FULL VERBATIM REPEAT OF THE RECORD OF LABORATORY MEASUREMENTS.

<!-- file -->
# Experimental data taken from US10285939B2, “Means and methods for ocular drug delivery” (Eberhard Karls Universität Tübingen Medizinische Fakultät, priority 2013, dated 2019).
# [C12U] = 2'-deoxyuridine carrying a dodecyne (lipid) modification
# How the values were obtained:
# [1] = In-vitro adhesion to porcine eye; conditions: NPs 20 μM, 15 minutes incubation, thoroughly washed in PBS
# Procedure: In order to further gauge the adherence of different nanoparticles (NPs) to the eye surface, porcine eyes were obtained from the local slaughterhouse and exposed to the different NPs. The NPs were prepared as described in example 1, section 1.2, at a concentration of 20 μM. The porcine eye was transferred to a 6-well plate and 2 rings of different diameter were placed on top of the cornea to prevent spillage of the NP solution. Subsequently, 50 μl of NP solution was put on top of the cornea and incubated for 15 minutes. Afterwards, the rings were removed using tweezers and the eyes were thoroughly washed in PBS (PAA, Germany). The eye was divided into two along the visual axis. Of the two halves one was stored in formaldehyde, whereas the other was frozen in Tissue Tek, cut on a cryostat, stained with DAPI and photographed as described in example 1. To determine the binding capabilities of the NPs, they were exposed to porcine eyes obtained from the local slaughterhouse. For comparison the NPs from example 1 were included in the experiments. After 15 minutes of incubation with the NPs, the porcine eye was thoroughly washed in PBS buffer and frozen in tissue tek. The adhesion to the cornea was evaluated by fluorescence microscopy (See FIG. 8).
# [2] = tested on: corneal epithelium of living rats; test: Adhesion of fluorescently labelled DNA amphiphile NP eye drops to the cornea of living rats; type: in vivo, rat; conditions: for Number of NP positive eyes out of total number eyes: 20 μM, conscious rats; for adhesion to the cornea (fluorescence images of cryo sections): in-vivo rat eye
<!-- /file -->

# Experimental data taken from US10285939B2, “Means and methods for ocular drug delivery” (Eberhard Karls Universität Tübingen Medizinische Fakultät, priority 2013, dated 2019).
# [C12U] = 2'-deoxyuridine carrying a dodecyne (lipid) modification
# How the values were obtained:
# [1] = In-vitro adhesion to porcine eye; conditions: NPs 20 μM, 15 minutes incubation, thoroughly washed in PBS
# Procedure: In order to further gauge the adherence of different nanoparticles (NPs) to the eye surface, porcine eyes were obtained from the local slaughterhouse and exposed to the different NPs. The NPs were prepared as described in example 1, section 1.2, at a concentration of 20 μM. The porcine eye was transferred to a 6-well plate and 2 rings of different diameter were placed on top of the cornea to prevent spillage of the NP solution. Subsequently, 50 μl of NP solution was put on top of the cornea and incubated for 15 minutes. Afterwards, the rings were removed using tweezers and the eyes were thoroughly washed in PBS (PAA, Germany). The eye was divided into two along the visual axis. Of the two halves one was stored in formaldehyde, whereas the other was frozen in Tissue Tek, cut on a cryostat, stained with DAPI and photographed as described in example 1. To determine the binding capabilities of the NPs, they were exposed to porcine eyes obtained from the local slaughterhouse. For comparison the NPs from example 1 were included in the experiments. After 15 minutes of incubation with the NPs, the porcine eye was thoroughly washed in PBS buffer and frozen in tissue tek. The adhesion to the cornea was evaluated by fluorescence microscopy (See FIG. 8).
# [2] = tested on: corneal epithelium of living rats; test: Adhesion of fluorescently labelled DNA amphiphile NP eye drops to the cornea of living rats; type: in vivo, rat; conditions: for Number of NP positive eyes out of total number eyes: 20 μM, conscious rats; for adhesion to the cornea (fluorescence images of cryo sections): in-vivo rat eye